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13th Sunday in OT (A)

Our missionary baton Mattthew: 10: 37–42

By Fr Donald Chambers

Today’s gospel excerpts complete the section of Matthews’ testament (10:1–42) commonly referred to as ‘Jesus’ Mission Discourse’. In this segment, there is the naming and commissioning of the Apostles, instructions on facing persecution, fear and the ministry of preaching, and the rewards of discipleship.

The phrase, “. . . take his cross and follow in my footsteps. . .” (Matt 10:39) echoed in my thoughts while I prayed today.

While reflecting on this, the metaphor of a relay from the field of sports came to mind. In a relay, there are four runners, the first of which starts with a baton, hands it over to the second and this continues until each person has taken a turn to run.

The first runner has the awesome responsibility to start strong, as this will motivate the team to follow in his or her footsteps. Furthermore, it is imperative that each runner skilfully receives and passes the baton to have a good chance of winning the race.

In today’s gospel, the disciples of Jesus Christ are instructed to take up their own cross, just as the runner would take up the baton. In this context, the cross is not alluding to Jesus’ crucifixion, rather it signifies self-denial and submission to God’s will.

In a word, the cross is a sacrificial way of life in response to their relationship with Jesus who, by virtue of His selfless life, has given us an example of sacrifice. Therefore, disciples on mission must be willing to suffer just as their Master, Jesus Christ did.

One example of someone who received and lived this ‘baton’ of sacrificial living is the Jesuit priest Alfred Delp. Imprisoned in a concentration camp in World War II for opposing the atrocities towards humanity of the Nazis, Fr Delp writes in his diary, “Whoever doesn’t have the courage to make history is doomed to become its object. We have to take action.”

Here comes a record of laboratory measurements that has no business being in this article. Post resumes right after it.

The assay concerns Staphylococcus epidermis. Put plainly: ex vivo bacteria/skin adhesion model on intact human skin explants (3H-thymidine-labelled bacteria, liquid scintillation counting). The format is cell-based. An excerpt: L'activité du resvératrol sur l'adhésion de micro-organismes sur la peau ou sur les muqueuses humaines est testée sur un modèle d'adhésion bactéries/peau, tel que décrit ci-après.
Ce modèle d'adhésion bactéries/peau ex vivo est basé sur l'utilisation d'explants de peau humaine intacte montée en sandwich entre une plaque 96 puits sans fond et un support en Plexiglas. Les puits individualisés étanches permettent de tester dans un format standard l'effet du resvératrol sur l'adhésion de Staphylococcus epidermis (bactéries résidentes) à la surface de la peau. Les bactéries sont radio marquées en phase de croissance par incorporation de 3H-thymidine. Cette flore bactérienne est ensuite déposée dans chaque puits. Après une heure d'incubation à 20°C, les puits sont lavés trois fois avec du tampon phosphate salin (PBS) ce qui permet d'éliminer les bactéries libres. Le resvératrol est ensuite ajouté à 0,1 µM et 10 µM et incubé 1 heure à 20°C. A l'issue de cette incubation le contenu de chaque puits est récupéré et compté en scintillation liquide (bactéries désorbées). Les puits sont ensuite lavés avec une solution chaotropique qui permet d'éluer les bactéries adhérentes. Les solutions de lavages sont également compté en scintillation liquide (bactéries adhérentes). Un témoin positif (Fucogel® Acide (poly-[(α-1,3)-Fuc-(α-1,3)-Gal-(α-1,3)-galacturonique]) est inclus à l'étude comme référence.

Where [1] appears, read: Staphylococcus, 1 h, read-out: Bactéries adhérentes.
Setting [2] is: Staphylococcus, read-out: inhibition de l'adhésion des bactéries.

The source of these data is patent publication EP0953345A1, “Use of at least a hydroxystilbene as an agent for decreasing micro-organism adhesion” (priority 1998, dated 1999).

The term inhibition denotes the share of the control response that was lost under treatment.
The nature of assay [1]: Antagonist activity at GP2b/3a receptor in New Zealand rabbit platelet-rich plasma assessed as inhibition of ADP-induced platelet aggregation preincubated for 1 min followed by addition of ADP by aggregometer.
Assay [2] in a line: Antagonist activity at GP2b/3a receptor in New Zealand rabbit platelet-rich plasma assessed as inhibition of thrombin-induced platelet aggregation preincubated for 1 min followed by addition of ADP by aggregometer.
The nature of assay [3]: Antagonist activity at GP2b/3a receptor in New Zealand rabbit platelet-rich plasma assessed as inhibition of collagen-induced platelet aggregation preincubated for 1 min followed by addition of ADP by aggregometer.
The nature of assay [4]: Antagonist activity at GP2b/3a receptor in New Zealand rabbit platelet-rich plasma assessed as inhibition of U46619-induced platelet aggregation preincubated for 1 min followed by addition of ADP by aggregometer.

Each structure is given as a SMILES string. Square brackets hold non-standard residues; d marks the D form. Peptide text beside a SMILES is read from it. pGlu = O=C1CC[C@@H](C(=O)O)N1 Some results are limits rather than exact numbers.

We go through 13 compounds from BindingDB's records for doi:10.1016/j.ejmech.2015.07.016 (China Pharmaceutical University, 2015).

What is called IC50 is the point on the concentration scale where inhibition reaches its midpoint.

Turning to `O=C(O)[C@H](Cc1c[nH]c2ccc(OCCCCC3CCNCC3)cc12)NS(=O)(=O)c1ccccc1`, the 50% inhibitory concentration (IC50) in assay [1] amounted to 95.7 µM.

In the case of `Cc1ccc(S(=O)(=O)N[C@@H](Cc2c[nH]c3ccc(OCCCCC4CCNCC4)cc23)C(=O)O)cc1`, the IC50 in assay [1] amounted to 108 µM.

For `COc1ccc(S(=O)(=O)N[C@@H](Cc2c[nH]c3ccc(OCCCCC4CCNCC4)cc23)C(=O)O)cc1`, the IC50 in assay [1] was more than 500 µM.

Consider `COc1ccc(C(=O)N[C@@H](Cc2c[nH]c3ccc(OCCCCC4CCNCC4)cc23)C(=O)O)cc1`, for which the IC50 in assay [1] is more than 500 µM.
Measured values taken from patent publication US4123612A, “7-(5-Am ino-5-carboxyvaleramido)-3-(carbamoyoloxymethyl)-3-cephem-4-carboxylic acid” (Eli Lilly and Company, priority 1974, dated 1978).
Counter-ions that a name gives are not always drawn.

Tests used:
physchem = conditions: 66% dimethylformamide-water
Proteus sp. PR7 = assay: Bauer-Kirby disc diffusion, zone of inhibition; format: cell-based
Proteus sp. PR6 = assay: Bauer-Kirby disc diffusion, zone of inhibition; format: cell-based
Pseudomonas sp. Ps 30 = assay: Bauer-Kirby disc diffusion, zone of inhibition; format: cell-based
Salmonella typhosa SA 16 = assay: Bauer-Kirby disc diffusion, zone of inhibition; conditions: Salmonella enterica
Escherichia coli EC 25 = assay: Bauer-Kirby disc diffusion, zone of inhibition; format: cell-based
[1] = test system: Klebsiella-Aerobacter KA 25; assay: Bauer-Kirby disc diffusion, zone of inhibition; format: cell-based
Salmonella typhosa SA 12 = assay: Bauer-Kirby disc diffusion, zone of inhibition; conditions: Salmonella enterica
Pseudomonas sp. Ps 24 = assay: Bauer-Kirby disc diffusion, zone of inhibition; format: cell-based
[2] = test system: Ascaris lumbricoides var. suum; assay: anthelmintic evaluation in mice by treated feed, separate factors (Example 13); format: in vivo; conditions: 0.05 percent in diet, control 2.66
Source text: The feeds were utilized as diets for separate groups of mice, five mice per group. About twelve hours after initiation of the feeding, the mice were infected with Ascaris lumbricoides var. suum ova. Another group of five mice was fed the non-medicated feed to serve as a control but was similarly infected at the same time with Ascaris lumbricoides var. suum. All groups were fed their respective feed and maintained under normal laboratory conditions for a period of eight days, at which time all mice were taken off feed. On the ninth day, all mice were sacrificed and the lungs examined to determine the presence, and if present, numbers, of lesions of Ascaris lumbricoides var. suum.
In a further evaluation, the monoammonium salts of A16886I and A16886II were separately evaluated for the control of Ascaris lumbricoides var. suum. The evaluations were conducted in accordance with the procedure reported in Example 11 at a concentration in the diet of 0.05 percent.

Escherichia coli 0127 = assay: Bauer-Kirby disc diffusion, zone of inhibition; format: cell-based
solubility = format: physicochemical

Through his courageous witness, Fr Delp has skilfully handed over the missionary baton to contemporary Christians, who are challenged to pay the cost of defending the human dignity of everyone, especially the weak and vulnerable, and also for the care of our common home.

Significantly, the word ‘discipline’ relates to the word ‘disciple’. Christian disciples have the discipline needed to follow in the footsteps of Jesus Christ. There are two ways in which disciples can follow in His footsteps.  First, disciples are called to enter into an intimate relationship with God as with Jesus. Jesus’ intimate relationship with God empowered Him to call God, “ABBA” (Father), and in turn, He encourages disciples to refer to God as ‘Our Father’.  Jesus’ intimacy with His Father was so deep that its expression originated from His gut–the seat of His emotions.

It was from this depth that Jesus cries out from His ‘belly-bottom’ on the cross “My God, My God! Why have you abandoned me?”. Disciples are invited to relate to God with a similar depth of intimacy, a depth that calls for openness, honesty, frankness, and vulnerability.

Second, as a child is conceived and intertwined in a mother’s womb, so too disciples must allow themselves to be intertwined intimately in the womb of people’s lives.

Jesus Christ was so entangled in the lives of the disciples and the people to whom He ministered that He felt every emotion of their existence. Whether it was their joys, sorrows, or griefs, the rawness of the human condition touched Him deeply.

In one instance, for example, “Jesus wept” (Jn 11:35). Christian disciples such as the late Jesuit General, Fr Aldofo Nicolas, captures this intimacy in his prayer.

He prays, “We ask that you make yourself present in our lives and in our work, today, tomorrow, and in the future yet to come. Fill with your love these lives of ours, which we put at your service. Take from our hearts the egoism of thinking about what is ‘ours’, what is ‘mine’, always excluding, lacking compassion and joy.”

Throughout history, faithful disciples have received the missionary baton and have handed it on through the witness of their lives. Today’s gospel reminds us to take up our cross and follow in the footsteps of Jesus and these courageous disciples.

 

The gospel meditations for June were by Fr Donald Chambers of the Archdiocese of Kingston, Jamaica who currently serves as the General Secretary of the Antilles Episcopal Conference Secretariat, St Clair.

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